A week from today is the Stanford CodeX FutureLaw Conference. There is another ‘X’ showing up again. Their significance remains a mystery to me, but I think we’ll know legaltech has really had an impact on the industry when an AmLaw 100 firms appends an X to their name – MoFoX! 

CodeX is apparently short for ‘The Stanford Center for Legal Informatics,’ – “a multidisciplinary laboratory operated by Stanford Law School and the Stanford CS Department.” Which lets us know that the lawyers are in charge of the thing, because if engineers were in charge, they’d just say “Engineers & lawyers hanging out trying to make cool stuff.”

Anyway, they have a conference coming up on Friday, May 20th. As technology conference are wont to do, there will be a hashtag to follow along. Here is your preemptive head’s up if you want to follow along with the shenanigans: #futurelaw2016

But I’ll be limited in chatting it up with everyone as I’ll actually be there. Yes, I will be at a legaltech conference. Cats & dogs living together, etc. More specifically, I’ll be speaking at one of the sessions. Sort of.

legaltech moot court

Moot Court 2020 Legal Tech on Trial

Don’t worry about falling asleep after lunch—this panel is likely to get loud! To set the stage: “Imagine it is the year 2020. Plaintiff, a dissatisfied attorney, has brought suit against the entire legal tech industry, alleging that the claims and promises it made in 2016 amount to fraud and false advertising. Using a moot court format, this session explores some of the legal tech community’s grander predictions, and examines the various ways the community might succeed (or fail) in reaching these lofty goals.”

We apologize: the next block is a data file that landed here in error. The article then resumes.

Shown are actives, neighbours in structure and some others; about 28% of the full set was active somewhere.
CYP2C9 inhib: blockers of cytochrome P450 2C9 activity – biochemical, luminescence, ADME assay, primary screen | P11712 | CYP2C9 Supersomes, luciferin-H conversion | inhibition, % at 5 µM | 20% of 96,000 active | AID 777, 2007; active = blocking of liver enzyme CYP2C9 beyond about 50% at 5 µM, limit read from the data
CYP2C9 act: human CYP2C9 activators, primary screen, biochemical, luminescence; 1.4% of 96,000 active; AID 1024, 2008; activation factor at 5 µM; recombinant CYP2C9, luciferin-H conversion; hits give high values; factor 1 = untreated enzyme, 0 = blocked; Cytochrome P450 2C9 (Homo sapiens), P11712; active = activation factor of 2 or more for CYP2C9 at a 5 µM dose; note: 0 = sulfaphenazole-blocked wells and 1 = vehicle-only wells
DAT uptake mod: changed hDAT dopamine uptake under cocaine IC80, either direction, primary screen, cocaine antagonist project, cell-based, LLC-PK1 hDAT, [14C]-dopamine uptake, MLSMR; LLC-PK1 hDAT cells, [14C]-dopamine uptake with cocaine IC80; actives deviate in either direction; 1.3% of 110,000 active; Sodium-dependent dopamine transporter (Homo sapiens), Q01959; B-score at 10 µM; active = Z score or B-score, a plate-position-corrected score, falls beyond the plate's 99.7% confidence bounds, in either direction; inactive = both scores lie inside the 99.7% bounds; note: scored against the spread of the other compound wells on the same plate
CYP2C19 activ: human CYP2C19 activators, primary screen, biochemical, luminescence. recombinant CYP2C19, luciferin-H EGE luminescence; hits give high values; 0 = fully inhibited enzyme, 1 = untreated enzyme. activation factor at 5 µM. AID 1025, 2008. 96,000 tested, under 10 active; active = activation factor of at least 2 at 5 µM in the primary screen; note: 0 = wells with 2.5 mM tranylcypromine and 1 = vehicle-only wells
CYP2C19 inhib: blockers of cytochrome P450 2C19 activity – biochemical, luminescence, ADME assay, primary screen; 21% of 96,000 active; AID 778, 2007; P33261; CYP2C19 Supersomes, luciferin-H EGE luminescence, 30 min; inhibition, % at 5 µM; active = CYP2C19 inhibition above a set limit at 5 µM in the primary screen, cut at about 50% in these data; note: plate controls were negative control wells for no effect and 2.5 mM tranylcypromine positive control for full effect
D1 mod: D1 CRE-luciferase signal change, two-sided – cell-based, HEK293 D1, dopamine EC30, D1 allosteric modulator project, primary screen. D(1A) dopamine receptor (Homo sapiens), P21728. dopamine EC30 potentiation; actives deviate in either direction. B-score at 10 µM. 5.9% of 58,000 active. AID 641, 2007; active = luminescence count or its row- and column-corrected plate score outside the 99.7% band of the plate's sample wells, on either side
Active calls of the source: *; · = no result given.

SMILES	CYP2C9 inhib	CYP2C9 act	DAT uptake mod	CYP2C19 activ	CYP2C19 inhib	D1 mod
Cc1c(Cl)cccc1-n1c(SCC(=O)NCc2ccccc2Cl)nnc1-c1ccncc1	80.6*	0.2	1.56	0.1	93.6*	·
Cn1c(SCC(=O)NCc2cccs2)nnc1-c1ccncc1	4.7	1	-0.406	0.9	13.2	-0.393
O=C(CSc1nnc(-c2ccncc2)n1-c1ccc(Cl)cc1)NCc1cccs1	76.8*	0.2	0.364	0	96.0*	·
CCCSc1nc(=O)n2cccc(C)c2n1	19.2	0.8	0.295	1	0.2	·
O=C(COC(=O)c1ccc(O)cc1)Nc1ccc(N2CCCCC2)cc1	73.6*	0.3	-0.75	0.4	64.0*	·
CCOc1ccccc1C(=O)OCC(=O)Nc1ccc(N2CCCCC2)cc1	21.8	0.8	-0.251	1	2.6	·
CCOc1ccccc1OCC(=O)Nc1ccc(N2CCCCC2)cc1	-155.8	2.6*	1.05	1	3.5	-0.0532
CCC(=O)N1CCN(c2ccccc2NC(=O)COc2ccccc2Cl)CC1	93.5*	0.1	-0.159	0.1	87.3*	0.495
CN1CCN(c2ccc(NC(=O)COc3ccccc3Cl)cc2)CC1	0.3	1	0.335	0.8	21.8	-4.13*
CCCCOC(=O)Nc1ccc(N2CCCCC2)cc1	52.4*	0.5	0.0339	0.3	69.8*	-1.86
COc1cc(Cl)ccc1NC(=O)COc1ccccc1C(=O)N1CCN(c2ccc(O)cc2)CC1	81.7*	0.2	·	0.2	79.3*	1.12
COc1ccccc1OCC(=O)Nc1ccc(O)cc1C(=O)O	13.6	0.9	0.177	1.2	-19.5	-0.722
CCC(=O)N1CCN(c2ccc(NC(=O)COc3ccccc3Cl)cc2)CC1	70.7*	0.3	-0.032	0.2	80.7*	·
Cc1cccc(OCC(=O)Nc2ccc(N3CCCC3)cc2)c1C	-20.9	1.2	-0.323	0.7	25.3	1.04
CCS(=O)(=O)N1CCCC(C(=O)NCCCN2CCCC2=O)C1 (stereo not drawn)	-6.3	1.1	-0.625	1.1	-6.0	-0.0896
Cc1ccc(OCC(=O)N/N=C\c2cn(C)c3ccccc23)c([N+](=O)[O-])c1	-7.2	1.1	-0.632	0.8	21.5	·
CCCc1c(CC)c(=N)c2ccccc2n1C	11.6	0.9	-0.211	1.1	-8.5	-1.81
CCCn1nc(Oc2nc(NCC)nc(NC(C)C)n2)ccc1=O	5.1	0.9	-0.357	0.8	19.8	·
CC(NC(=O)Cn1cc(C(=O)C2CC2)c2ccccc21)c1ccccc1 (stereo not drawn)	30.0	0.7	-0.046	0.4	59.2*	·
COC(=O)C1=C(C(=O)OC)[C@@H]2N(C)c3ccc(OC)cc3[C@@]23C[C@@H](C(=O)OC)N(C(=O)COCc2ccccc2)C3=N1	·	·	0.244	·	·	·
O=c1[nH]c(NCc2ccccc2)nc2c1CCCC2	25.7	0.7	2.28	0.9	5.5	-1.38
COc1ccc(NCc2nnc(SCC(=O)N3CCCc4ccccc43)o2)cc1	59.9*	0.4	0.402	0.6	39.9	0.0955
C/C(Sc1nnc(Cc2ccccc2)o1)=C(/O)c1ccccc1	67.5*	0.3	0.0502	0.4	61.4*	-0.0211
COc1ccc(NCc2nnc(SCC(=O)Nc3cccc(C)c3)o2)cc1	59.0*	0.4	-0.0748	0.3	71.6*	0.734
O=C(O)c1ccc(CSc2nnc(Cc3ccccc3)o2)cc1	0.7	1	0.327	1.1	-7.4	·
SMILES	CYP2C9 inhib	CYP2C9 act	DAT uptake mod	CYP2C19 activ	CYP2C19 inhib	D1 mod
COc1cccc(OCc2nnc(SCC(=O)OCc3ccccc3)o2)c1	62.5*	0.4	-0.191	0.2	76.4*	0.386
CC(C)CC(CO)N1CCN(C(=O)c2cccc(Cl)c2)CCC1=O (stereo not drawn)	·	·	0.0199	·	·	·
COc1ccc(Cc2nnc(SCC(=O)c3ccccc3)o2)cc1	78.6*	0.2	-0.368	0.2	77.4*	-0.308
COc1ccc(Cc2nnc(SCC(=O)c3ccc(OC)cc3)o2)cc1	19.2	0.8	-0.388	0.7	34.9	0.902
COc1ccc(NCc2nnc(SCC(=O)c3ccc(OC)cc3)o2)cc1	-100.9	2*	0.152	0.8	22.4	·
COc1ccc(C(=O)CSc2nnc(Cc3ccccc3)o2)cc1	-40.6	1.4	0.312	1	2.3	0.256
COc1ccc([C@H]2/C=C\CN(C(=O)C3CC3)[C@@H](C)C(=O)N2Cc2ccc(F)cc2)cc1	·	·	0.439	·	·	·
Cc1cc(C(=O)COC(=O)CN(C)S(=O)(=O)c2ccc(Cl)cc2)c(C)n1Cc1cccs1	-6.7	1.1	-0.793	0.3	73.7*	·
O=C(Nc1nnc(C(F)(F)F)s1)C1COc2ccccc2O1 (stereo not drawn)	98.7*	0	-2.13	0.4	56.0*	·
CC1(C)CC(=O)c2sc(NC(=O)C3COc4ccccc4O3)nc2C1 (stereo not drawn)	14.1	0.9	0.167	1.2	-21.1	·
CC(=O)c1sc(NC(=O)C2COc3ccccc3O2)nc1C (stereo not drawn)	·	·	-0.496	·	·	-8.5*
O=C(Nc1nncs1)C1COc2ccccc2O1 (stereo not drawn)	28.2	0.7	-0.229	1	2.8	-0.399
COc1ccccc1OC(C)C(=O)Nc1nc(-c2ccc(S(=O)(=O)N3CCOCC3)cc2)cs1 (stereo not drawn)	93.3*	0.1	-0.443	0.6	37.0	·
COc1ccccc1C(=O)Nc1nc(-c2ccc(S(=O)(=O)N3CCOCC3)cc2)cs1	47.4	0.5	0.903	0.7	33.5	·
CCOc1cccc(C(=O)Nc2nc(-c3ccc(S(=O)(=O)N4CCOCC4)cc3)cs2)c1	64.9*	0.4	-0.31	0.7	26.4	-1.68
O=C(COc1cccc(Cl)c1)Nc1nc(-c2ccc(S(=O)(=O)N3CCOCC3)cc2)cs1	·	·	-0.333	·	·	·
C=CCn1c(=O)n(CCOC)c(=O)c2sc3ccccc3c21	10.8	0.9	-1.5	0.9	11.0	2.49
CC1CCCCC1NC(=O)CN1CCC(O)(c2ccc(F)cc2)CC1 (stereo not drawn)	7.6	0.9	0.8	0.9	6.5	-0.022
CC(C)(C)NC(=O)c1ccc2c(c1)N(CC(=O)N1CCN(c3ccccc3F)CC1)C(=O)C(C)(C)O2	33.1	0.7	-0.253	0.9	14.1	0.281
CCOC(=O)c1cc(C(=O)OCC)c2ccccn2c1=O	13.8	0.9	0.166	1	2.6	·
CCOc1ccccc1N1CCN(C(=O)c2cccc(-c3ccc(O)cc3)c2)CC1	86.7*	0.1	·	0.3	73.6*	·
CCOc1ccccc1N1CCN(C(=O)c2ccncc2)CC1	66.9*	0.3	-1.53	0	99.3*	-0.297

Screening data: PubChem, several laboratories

Sam Glover from Lawyerist and I are counsel for the plaintiff.

Counsel for the defense are Jake Heller, CEO of Casetext, and Pablo Arredondo, VP at Casetext.

The judges are Alma Asay, CEO of Allegory Law, Deborah Hensler, Associate Dean for Graduate Studies and Director of Law and Policy Lab at Stanford Law School, and Jason Solomon, Associate Dean of Academic Affairs and Lecture at Law at the Stanford Law School.

If you’re a real live practicing lawyer reading this, the first thing you thought after reading all that was: “Keith, you and Sam are about to homecooked.” To which I reply, “No shit.”

If this were a real trial, we’d bring a motion to change venue on account of Stanford’s pro-tech bias. But we’ve got to work with what we’ve got. Here is a brief preview from our submitted bench memo:

Stipulated “Promises” Made By Legal Tech in 2016

  1. Legaltech will “disrupt” the legal profession.
  2. Legaltech will increase access to justice.
  3. Legaltech will increase access to legal information.
  4. Legaltech will increase access to lawyers/make it easier for people to find a (good) lawyer.

There are a number of stipulated facts as well, but we can’t give away everything can we?

If you’re in San Francisco and want to see a show, and hear about a bunch of legaltech stuff, you should come out. You can use the code ‘SPEAKERREF’ to save $100 or so on registration.

I’ll also be popping my head in at a few legaltech startups while I’m in San Francisco and reporting on what they’re scheming for the profession. Good times ahead.

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